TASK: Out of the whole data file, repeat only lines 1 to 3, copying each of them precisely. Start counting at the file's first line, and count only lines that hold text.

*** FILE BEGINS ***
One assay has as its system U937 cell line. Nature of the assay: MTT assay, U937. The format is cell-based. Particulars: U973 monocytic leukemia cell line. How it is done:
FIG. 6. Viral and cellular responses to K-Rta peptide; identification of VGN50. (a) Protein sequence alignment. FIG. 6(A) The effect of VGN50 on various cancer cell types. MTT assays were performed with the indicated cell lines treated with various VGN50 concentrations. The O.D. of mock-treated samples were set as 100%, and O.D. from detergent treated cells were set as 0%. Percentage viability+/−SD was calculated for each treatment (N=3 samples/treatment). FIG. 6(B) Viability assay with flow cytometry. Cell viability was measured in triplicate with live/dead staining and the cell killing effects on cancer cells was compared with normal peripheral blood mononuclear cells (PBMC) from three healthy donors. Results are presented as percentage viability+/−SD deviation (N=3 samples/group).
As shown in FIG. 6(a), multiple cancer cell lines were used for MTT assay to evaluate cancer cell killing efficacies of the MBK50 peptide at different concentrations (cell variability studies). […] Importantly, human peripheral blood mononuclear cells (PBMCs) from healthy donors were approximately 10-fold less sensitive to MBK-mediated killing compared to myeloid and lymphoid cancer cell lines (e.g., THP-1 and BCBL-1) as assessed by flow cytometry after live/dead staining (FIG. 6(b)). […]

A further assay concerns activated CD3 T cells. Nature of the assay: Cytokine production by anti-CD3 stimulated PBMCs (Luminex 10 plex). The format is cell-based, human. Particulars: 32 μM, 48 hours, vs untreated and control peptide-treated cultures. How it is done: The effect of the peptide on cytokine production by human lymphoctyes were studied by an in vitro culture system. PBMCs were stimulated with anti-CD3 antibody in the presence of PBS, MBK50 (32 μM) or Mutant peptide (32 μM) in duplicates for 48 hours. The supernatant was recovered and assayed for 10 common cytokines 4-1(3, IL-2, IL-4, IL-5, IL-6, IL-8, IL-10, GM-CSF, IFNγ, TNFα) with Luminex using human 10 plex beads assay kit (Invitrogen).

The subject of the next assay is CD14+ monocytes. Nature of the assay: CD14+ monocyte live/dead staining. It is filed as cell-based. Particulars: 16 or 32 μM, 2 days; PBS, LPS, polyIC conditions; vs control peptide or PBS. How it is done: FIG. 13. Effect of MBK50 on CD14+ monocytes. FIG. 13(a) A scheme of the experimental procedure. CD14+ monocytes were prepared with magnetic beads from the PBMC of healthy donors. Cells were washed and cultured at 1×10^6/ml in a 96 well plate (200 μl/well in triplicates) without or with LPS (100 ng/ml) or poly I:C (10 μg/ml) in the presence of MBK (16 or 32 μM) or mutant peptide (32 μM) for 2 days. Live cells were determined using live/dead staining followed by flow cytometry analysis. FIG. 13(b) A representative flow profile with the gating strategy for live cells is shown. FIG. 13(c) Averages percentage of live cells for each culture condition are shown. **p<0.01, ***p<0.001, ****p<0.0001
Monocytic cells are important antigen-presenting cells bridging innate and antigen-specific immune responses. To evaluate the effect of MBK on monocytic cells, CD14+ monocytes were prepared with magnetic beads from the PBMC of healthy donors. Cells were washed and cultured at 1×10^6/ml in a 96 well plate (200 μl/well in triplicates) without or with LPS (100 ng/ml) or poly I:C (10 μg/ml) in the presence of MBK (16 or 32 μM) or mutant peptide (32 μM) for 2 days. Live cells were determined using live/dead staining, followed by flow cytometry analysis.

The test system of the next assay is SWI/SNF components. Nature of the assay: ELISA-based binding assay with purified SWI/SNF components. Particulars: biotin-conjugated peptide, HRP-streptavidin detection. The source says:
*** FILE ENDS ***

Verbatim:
One assay has as its system U937 cell line. Nature of the assay: MTT assay, U937. The format is cell-based. Particulars: U973 monocytic leukemia cell line. How it is done:
FIG. 6. Viral and cellular responses to K-Rta peptide; identification of VGN50. (a) Protein sequence alignment. FIG. 6(A) The effect of VGN50 on various cancer cell types. MTT assays were performed with the indicated cell lines treated with various VGN50 concentrations. The O.D. of mock-treated samples were set as 100%, and O.D. from detergent treated cells were set as 0%. Percentage viability+/−SD was calculated for each treatment (N=3 samples/treatment). FIG. 6(B) Viability assay with flow cytometry. Cell viability was measured in triplicate with live/dead staining and the cell killing effects on cancer cells was compared with normal peripheral blood mononuclear cells (PBMC) from three healthy donors. Results are presented as percentage viability+/−SD deviation (N=3 samples/group).
As shown in FIG. 6(a), multiple cancer cell lines were used for MTT assay to evaluate cancer cell killing efficacies of the MBK50 peptide at different concentrations (cell variability studies). […] Importantly, human peripheral blood mononuclear cells (PBMCs) from healthy donors were approximately 10-fold less sensitive to MBK-mediated killing compared to myeloid and lymphoid cancer cell lines (e.g., THP-1 and BCBL-1) as assessed by flow cytometry after live/dead staining (FIG. 6(b)). […]